On the basis of the foregoing, petitioners contend that there is insufficient competent testimony on which to base the Commission’s award. We disagree. The facts of the case at bar are closely aligned with the situation in Graver Tank Manufacturing Co. v. Industrial Commission, 96 Ariz. 34, 391 P.2d 589 (1964), wherein there was much testimony to the effect that the claimant appeared to be having an epileptic seizure at the time he experienced the fall on which his claim was based. Two other theories of the accident were also propounded. The medical witness testified that the facts were consistent with any one of the three theories. Our Supreme Court held that under such circumstances:

“. . . [W]here the facts permit two inferences to be drawn, the Industrial Commission is at liberty to choose either, and its conclusion will not be disturbed on review unless wholly unreasonable. . . . (citation omitted) We cannot say the conclusion reached is wholly unreasonable. . . .” (96 Ariz. at 38, 391 P.2d at 592)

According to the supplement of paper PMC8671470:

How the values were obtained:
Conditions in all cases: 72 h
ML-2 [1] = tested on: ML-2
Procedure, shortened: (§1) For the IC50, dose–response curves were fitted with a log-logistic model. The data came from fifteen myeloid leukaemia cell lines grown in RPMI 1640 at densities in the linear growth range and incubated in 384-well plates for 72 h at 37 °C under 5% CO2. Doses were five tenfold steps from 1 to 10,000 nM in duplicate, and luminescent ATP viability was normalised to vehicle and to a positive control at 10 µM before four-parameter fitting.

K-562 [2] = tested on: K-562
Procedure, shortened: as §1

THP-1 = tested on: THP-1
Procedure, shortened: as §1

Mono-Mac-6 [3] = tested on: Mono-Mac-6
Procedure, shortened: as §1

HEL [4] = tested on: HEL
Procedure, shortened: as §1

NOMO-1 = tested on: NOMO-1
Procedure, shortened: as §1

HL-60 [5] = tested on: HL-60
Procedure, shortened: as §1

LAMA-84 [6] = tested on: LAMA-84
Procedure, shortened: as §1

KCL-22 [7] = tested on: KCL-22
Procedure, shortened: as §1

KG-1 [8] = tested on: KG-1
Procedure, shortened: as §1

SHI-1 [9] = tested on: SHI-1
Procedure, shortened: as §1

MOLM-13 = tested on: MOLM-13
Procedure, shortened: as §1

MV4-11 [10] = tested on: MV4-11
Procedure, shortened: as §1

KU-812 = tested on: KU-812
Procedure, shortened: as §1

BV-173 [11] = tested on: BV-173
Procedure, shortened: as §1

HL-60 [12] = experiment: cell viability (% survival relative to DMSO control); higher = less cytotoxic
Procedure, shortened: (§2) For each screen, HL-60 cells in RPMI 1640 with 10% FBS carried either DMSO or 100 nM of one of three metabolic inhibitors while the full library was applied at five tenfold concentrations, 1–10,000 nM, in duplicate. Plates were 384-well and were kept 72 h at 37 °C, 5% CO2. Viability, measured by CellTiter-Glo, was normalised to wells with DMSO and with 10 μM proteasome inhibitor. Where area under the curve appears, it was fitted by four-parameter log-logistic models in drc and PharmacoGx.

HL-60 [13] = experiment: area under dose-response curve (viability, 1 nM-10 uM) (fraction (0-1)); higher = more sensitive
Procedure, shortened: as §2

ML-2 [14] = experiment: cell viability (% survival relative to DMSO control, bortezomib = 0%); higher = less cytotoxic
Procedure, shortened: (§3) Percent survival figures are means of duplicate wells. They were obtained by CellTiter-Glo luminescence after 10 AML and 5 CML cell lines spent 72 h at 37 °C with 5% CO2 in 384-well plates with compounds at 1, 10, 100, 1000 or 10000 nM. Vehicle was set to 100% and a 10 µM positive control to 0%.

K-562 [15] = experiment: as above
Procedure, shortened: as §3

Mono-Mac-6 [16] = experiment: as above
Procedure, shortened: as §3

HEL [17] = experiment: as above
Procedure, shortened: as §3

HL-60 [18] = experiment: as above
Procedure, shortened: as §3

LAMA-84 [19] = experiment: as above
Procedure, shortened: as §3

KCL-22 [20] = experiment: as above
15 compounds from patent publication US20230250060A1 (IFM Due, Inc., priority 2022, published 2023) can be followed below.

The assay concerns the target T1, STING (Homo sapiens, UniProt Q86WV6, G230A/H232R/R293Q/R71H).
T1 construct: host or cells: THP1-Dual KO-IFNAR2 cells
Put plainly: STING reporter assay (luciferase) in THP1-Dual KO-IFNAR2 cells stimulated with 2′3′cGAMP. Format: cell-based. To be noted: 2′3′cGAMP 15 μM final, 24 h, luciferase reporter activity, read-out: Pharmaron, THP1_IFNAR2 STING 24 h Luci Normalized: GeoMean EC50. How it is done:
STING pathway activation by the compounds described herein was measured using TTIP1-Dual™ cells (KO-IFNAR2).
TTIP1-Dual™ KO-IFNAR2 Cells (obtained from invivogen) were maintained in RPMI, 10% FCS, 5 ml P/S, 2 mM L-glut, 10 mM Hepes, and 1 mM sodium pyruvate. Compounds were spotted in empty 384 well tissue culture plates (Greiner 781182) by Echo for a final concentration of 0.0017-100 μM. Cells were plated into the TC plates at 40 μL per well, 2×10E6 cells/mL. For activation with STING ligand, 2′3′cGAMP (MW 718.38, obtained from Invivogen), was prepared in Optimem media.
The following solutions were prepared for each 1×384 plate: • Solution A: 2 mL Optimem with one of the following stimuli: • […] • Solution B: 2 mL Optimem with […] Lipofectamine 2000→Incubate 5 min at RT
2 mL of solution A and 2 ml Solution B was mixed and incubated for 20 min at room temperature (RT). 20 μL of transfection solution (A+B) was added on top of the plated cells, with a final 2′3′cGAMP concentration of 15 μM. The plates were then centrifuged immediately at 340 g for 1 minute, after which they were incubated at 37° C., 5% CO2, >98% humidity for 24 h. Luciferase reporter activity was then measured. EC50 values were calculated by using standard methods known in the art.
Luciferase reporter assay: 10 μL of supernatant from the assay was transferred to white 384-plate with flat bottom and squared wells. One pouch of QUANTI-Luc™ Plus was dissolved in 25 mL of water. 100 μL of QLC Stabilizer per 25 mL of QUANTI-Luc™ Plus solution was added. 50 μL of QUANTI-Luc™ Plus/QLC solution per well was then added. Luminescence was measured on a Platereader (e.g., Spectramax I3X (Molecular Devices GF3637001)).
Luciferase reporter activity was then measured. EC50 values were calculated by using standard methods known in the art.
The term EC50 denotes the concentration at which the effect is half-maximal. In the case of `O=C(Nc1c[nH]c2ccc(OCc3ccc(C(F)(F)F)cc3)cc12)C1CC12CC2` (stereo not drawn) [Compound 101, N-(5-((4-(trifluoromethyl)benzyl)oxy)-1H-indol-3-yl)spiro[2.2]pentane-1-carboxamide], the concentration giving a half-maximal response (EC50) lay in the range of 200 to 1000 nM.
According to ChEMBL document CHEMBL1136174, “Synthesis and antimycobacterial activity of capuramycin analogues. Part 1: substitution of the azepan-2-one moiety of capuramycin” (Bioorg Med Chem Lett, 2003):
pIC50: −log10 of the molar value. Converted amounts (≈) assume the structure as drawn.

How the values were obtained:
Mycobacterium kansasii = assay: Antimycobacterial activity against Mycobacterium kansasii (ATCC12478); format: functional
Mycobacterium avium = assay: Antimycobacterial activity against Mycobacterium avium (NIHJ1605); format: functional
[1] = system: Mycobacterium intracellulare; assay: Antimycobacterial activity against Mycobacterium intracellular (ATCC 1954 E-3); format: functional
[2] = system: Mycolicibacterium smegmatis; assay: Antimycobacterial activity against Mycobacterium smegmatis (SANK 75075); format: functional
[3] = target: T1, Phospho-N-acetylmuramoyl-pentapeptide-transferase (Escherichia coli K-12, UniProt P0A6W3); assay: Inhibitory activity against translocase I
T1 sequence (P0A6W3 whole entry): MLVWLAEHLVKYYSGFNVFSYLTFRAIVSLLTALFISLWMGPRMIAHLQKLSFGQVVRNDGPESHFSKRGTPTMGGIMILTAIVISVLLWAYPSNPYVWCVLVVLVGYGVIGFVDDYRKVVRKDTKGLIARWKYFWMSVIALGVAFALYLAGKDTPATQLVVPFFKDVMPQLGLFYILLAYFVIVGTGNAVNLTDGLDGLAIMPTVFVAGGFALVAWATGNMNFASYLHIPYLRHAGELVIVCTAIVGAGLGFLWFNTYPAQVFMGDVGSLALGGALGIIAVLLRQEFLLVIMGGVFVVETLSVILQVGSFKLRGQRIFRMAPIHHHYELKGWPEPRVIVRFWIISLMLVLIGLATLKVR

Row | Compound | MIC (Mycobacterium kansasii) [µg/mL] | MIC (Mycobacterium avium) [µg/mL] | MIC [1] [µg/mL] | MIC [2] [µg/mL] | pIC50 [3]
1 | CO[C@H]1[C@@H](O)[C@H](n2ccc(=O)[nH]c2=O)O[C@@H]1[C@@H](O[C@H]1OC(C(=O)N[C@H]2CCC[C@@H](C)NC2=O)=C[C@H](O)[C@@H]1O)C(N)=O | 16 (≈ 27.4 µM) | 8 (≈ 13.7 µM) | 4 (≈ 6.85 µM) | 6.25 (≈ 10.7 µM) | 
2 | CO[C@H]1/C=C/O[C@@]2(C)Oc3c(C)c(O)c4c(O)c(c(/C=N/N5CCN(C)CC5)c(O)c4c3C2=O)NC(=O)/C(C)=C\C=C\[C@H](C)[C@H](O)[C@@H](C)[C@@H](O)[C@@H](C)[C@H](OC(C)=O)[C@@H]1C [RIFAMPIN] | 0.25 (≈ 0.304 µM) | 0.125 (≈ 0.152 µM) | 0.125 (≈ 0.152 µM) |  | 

See also Southwest Forest Industries, Inc. v. Industrial Commission, 96 Ariz. 91, 392 P.2d 506 (1964); Raymer v. Industrial Commission, 18 Ariz. App. 184, 501 P.2d 25 (filed September 21, 1972).

Here in the case at bar we have two possible inferences that can be drawn from the medical evidence and the hearing officer drew one — that the respondent slipped and fell and that the seizure resulted from the fall. As in Graver Tank, we cannot say that the conclusion reached by the hearing officer and Commission is wholly unreasonable. Furthermore, lay testimony supports the finding that the fall preceded the seizure. Under such circumstances we must affirm the award.

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Petitioners’ second question on review contends that the hearing officer abused his discretion when he denied their motion for a continuance made under Commission Rule 36 which was in effect at the time of the hearing and reads as follows: